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Why tropical species are at greater climate risks

Why tropical species are at greater climate risks

why tropical species are at greater climate risk

The effects of climate change – extreme heat waves, wildfires of unprecedented magnitude and devastating floods – have now been occurring for several decades, and the COP26 climate agreement reached in Glasgow will not be enough to keep global warming below 2°C, as the French climatologist Benjamin Sultan recently said.

These disruptions do not leave any species alone. The report is from the IPBESThe equivalent of the IPCC on biodiversity, ecologists highlight dramatic declines All over the worldYou can also find it in regions that have been preserved.

Future projections are not better. Studies that attempt to predict the effects of climate changes suggest that there will be winners as well as losers. But they are mostly losers – not to mention the risks of invasion by the “winners”.

Although the idea of containing global warming to less than 2°C is making headway, that endeavour would nonetheless remain insufficient, as stressed in a Study published in the leading journal Climate Change.

Clearer signals in the tropics

Climate change, as we know, will affect all of us, even in temperate areas. A growing number of studies shows that climate change has a gradient effect on species’ responses. The greater the severity of the effects, the closer one is to the equator. This is true for European birds, which suffer greater declines in their southernmost population. Similar patterns can be observed in the North American mountainsBirds track the cold to higher altitudes by using this method, but it is usually seen in the tropics.

This gradient was also observed when it came to the body size French passerines. A study that I conducted with the French National Museum of Natural History. Global Change and BiogeographyHigh temperatures had a negative effect on juvenile growth, but only in the south, according to a study. In the following rap song, I summarize this research with Benjamin Freeman from University of British Columbia.

“Species, climate change and latitude (Scientific Rap Sessions, 6 octobre 2021).”.

Species that live closer to their tolerance threshold

How is this possible? Are the species found in the southernmost parts of the world not adapted for warmer climates? Yes, they are, but heat or drought are still the main challenges in these areas. In the Mediterranean region, warming would increase aridity, and hence decrease plant production – the basis of the food chain. Warmth equals more aridity, which means fewer plants and insects, and therefore less food for birds in spring.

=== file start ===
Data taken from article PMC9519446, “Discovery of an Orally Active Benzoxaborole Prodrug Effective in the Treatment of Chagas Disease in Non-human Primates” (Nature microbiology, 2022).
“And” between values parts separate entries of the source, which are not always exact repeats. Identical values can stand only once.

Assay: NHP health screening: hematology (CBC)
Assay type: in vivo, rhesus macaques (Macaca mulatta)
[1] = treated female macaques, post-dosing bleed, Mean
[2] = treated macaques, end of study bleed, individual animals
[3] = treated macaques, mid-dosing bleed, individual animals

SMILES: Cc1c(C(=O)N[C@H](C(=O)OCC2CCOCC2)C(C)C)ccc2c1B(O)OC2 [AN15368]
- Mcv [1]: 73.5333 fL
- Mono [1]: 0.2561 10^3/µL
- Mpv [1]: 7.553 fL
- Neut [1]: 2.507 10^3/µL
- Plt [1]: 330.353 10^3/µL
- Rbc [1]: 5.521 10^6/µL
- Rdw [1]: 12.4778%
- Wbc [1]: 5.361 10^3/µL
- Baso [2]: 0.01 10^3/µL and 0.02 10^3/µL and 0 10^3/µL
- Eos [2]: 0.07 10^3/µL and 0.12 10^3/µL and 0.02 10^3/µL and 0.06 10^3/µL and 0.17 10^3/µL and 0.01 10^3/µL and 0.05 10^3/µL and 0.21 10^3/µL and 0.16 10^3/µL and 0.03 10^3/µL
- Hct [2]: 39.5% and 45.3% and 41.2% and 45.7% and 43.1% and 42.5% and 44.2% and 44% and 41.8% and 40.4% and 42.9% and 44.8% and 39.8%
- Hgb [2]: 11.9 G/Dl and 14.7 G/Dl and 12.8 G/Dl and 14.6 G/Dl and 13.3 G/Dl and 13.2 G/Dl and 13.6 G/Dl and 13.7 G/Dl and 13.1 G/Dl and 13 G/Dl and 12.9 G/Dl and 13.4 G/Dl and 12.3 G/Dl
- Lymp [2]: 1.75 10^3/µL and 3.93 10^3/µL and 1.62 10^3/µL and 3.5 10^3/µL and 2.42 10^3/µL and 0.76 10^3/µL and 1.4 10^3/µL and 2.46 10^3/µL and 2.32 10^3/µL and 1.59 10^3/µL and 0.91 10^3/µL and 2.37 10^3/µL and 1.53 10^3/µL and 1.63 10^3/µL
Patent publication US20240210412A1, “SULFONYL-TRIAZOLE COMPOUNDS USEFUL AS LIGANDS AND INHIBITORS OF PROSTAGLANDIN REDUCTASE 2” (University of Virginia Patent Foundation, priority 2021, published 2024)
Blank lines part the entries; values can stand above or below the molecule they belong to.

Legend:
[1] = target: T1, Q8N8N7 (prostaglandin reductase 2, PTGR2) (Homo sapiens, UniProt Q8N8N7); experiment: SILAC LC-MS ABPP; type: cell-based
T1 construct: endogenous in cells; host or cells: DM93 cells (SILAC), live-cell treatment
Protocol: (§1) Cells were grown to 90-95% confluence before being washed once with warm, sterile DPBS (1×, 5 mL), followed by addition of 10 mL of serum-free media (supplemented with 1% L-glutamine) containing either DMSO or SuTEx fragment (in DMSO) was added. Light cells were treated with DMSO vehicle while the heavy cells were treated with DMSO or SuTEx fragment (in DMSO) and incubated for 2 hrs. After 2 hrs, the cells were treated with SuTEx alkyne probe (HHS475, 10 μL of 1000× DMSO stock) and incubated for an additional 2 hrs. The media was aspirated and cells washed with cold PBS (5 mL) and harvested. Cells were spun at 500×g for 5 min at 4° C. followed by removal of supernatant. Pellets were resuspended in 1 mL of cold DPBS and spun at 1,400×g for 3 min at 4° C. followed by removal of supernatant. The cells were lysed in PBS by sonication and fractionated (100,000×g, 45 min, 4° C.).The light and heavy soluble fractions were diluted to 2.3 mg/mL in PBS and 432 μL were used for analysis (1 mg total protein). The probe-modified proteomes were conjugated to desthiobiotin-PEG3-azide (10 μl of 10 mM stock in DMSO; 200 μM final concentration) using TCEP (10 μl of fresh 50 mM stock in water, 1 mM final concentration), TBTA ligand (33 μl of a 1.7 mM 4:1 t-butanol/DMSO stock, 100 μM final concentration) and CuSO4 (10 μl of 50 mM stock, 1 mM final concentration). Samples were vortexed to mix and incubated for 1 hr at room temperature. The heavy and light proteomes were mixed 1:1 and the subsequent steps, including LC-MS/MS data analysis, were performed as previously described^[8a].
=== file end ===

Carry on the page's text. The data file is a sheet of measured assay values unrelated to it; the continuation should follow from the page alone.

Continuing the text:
What about the tropics? Although species have adapted to these climates, their thermal tolerance threshold is the same as that for temperate species. The limit of tropical species is always within reach. A very slight temperature shift may be necessary. Drive them beyond their physiological comfort zone.

Alarming projections

Predictive models are able to help predict the impact of climate change. After identifying the best climate conditions for a particular species, ecologists use the future climate scenarios created by climatologists.

These models were used in a study that was done in collaboration with the University of Porto as well as the NGO Madagasikara Voakajy. Two species will experience a dramatic decrease in climate conditions by 2070: A bright-coloured frog hailing from Madagascar and a gecko, a sticky toed lizard hailing from Reunion island.

Phelsuma inexpectataA collection of gecko species that live on the island Reunion.
B. Navez/Wikimedia, CC BY -NC – SA

Both species are restricted geographically to a small area with very specific climate conditions. The study takes into account a variety sources of uncertainty related to the scenario and the methods. In all cases, the climate will be largely unsuitable not only for their current range, but also for their entire island. Climate change is now one of the many threats to their environment.

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A glimmering hope

These models show that the ideal climate conditions required for these species are unlikely to be met in future. However, they ignore the species’ capacity to adapt to new conditions. Some species may alter their habits to avoid the most warm periods of the day (or the year). Others may seek micro-climatic refuges either in urban areas or in the wild. It is possible that these species may be more tolerant to heat than expected.

Reunion has already seen conservation actions. The NGO Nature Océan IndienPlans for restoration of the natural habitat have been made. These steps enable climate risk to be anticipated by favoring existing populations.

What’s the point of all this research if the climate is unsuitable in future? This study allowed us to pinpoint the areas that will be most favorable in the future with high precision. These results will serve as guidelines to conservation professionals and will allow them to maintain or build habitats that will be a haven.

This study was limited to two species due to the inconsistency of the data. For many other tropical species, however, these grim predictions could become a reality. This is a further alarm bell in an increasingly hot world.

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